Discipline: Technology and Engineering
Subcategory: Biomedical Engineering
Janice Nguyen - California State University, Los Angeles
American Sign Language (ASL) is utilized by the deaf and hard of hearing community as its primary mode of communication. However, deaf and hard of hearing individuals are often at risk for receiving inadequate treatment especially in healthcare due to communication barriers in a hearing centric society. To address the communication barrier, hospitals often opt to use video remote interpreting services which have issues such as poor video call quality, and lack of space in more crowded hospitals for the patient to sign and see the interpreter. This can be problematic especially in emergencies where immediate care is needed. As an effort to alleviate this problem, research in computer vision based real time ASL interpreting models is ongoing. ASL has its own unique linguistic structure and rules that dictate individual signs’ meanings and how to construct certain sentences. For instance, a sign’s meaning is determined by the 5 parameters: hand shape, palm orientation, facial expression, movement, and location. However, most interpreting models are hand shape based and lack the integration of facial cues, which are especially crucial in cases of conveying different types of sentences (i.e. questions, statements, etc.) that have the same sign structure. Thus, we hypothesize that the integration of facial cues in computer vision based ASL interpreting models has the potential to improve performance and reliability.We introduce a new facial expression based classification model that can be used to improve ASL interpreting models. This model utilizes the pre-trained facial landmark functions by the Dlib library to detect and extract certain facial points. The facial points are extracted from the midpoint frame of videos of subjects signing complete sentences. These facial points are used to train a Random Forest Regression tree model and the trained model is tested on frames from a separate set of videos of subjects signing. The model classifies the frames as statements or assertions using the trained Random Forest Regression tree model and was able to achieve an accuracy of 77%. Future uses of this model include using it to pre-classify videos of signers to make it more easier to interpret sentences that have similar signs but different facial features to indicate the type of sentence being signed. Utilizing this pre-classification process can improve current ASL interpreting models by classifying sentences into types and applying the appropriate ASL interpreting models that would perform the best for that specific type of sentence.References: Tyler G. James, Kyle A. Coady, Jeanne-Marie R. Stacciarini, Michael M. McKee, David G. Phillips, David Maruca,and JeeWon Cheong.“They’re Not Willing To Accommodate Deaf patients”: Communication Experiences of Deaf American Sign Language Users in the Emergency Department.Qualitative Health Research, 32(1):48–63, Jan. 2022Gerard Biau and Erwan Scornet.A random forest guided tour. TEST, 25(2):197–227, June 2016.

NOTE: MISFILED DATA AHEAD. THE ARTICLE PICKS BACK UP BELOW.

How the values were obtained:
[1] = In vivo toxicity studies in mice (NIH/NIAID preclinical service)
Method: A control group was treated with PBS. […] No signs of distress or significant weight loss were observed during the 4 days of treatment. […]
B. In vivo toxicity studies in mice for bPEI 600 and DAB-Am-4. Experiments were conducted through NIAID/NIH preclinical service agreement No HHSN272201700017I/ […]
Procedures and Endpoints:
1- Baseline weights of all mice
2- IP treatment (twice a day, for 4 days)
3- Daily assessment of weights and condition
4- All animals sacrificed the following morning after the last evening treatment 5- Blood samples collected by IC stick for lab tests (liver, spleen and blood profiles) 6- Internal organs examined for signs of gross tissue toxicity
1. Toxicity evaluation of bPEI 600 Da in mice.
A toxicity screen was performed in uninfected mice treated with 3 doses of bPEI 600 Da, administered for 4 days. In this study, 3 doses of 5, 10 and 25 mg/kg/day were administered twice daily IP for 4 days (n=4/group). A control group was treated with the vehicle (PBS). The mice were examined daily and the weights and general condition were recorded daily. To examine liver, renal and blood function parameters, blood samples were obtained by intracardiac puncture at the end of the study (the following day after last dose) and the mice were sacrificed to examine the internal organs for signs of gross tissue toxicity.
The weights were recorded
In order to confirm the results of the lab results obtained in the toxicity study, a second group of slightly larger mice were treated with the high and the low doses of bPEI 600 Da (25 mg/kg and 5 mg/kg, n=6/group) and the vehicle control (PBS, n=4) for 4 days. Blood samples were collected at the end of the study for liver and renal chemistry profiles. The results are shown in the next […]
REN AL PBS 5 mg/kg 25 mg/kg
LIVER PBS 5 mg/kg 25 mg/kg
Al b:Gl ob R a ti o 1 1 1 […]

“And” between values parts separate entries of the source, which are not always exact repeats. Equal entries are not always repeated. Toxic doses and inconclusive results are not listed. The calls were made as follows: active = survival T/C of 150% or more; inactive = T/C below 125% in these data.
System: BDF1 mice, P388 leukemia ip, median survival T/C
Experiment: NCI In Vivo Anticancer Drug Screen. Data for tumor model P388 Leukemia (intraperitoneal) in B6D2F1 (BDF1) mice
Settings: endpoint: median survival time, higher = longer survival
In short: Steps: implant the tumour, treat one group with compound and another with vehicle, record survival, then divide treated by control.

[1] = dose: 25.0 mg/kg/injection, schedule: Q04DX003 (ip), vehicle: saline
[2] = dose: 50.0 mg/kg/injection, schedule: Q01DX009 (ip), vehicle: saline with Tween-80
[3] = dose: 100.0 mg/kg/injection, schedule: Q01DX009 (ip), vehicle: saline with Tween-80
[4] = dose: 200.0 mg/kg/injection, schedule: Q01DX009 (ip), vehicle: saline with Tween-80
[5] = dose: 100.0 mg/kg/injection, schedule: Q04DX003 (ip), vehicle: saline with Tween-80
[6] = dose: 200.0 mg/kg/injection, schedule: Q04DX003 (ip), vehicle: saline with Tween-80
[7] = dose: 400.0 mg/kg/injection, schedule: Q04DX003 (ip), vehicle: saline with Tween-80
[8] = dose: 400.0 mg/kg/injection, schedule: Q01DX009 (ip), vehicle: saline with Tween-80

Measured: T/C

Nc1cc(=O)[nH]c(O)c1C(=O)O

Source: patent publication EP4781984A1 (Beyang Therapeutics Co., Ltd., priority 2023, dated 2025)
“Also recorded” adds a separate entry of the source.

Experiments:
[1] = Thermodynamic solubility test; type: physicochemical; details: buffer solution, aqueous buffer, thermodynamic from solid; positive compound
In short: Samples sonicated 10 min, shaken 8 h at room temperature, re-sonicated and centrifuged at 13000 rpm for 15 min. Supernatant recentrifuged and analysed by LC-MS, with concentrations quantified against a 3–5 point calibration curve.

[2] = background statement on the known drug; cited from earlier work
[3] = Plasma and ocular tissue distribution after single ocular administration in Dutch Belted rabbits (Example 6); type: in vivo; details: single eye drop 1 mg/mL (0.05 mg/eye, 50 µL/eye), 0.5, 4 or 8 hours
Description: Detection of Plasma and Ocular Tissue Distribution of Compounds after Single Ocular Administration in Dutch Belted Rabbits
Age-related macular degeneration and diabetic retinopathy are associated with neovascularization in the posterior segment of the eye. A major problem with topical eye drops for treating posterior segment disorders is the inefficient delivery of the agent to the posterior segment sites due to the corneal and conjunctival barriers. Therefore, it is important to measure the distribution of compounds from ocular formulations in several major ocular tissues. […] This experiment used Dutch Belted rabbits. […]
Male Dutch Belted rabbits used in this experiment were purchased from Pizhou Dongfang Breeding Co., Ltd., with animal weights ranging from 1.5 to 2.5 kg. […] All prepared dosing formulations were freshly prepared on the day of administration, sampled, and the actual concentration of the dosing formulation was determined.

Funder Acknowledgement(s): CREST-CATSUS (Center for the Advancement of Sustainable Urban Systems)
Faculty Advisor: Y. Curtis Wang, firstname.lastname@example.org
Role: This research is a part of my Master’s thesis, so I have been the one to gather the data, and develop the software to preprocess the data, to run the facial point functions, and to train and test the Random Forest Regression model.